Contractors closed the Broadway and 39th Avenue N and W line subway stations Monday and got right to work modernizing them.
Commuters discovered that meant extra work for them.
"I'm a veteran, so I would have to walk down to 30th Ave. to take the train," one man said.
"It will just be an inconvenience to the people in the community," one woman said.
It's more than an inconvenience, however, for businesses at the station intersections along 31st St.
One woman said in Spanish there's normally a line for a jolt of coffee from people looking to hop on the subway. That was not the case Monday morning.
The interruption is expected to last until February 2019, but the MTA said the work is necessary because the infrastructure is deteriorating.
The stations were built a century ago and had not undergone any major overhauls.
The closure of the stations comes after the 30th Avenue and 36th Avenue stations just reopened after eight months of work. The closures have been staggered so straphangers have to walk only an extra half-mile at most.
"I'm a walker, I'm a runner," one commuter said. "It doesn't bother me."
"I live up at 30th Ave., so I lived through the last one. It's not so bad. The people from Broadway can walk an extra five minutes to 30th or to 36th Ave., and the stations look great," another said. "Once every 100 years is OK by me."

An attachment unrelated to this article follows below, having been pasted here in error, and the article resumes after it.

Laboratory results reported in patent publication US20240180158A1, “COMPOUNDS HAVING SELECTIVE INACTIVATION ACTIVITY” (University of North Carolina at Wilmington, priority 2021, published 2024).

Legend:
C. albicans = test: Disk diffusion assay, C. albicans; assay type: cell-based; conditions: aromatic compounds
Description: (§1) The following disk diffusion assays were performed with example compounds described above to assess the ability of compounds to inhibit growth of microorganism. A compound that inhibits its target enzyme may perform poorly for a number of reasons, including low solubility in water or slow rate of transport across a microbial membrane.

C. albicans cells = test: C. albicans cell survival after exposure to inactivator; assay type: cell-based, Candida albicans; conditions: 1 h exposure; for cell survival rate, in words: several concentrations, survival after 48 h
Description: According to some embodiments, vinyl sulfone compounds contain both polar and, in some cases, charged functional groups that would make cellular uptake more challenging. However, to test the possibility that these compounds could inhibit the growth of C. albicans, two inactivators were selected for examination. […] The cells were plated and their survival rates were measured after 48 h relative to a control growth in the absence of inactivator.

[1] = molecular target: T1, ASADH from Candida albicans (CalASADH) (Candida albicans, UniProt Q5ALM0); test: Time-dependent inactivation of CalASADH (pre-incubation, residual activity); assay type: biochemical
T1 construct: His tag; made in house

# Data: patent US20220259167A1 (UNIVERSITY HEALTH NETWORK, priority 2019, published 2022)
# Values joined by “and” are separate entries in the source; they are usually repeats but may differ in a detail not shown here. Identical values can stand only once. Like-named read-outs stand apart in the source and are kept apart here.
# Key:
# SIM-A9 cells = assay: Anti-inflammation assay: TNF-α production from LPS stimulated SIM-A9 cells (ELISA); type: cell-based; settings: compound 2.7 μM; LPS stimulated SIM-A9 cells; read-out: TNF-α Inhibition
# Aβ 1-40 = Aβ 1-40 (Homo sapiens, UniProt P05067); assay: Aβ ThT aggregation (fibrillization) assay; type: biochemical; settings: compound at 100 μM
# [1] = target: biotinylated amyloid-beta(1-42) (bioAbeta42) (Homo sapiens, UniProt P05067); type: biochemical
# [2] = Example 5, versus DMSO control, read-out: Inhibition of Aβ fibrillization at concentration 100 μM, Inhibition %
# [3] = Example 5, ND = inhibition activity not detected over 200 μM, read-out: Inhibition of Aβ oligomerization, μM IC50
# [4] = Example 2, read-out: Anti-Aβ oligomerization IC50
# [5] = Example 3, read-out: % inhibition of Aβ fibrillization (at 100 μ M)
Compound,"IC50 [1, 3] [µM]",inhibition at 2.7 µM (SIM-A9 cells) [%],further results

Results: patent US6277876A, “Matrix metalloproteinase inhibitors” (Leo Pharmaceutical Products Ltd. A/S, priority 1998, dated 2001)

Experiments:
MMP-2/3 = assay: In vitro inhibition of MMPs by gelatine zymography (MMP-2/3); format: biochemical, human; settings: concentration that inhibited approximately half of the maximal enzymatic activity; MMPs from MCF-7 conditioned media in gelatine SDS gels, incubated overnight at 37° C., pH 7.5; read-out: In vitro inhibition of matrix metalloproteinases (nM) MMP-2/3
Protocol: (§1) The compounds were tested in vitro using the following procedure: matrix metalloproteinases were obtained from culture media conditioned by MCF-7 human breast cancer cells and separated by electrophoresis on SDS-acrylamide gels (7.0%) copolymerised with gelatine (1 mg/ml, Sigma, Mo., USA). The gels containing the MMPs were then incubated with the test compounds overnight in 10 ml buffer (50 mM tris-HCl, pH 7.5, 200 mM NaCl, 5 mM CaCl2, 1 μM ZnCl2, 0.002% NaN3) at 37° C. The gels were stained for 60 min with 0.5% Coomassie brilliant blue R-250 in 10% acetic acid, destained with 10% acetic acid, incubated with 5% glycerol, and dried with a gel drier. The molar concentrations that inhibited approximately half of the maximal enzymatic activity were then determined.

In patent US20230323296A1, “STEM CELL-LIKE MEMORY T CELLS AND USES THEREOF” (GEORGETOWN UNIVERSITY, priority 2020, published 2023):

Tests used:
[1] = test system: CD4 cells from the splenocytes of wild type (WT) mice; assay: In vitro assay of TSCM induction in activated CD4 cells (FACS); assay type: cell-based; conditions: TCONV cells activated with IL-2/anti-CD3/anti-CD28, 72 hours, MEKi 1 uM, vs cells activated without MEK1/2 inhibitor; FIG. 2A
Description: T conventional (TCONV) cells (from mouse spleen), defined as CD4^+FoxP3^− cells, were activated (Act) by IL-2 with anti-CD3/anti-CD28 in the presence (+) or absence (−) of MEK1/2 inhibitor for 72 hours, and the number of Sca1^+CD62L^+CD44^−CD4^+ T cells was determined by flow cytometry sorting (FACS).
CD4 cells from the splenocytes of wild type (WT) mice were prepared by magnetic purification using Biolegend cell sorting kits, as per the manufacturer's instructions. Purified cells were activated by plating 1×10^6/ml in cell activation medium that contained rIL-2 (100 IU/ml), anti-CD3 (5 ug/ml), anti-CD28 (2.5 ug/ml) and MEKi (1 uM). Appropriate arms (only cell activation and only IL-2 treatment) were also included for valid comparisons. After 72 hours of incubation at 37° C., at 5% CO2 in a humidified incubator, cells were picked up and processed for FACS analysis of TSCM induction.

New York City Transit President Andy Byford told NY1 that the extensive aesthetic improvements, like the artistic flourishes, better lighting, improved public address system and even charging stations, are not as important as the structural improvements.
The biggest complaint, however, is that despite the investment these four stations will still not have elevators, so those in wheelchairs will not be able to use them.
Just a quarter of the city's 472 subway stations are accessible for the disabled.
The MTA's "Fast Forward" Plan would add elevators to 50 stations in the next five years, but it is as of now an unfunded plan.